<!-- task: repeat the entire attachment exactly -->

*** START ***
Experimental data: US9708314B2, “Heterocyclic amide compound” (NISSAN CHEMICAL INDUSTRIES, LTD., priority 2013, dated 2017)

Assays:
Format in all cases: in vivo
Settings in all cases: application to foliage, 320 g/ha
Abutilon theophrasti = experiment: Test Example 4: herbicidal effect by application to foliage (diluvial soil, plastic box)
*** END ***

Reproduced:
Experimental data: US9708314B2, “Heterocyclic amide compound” (NISSAN CHEMICAL INDUSTRIES, LTD., priority 2013, dated 2017)

Assays:
Format in all cases: in vivo
Settings in all cases: application to foliage, 320 g/ha
Abutilon theophrasti = experiment: Test Example 4: herbicidal effect by application to foliage (diluvial soil, plastic box)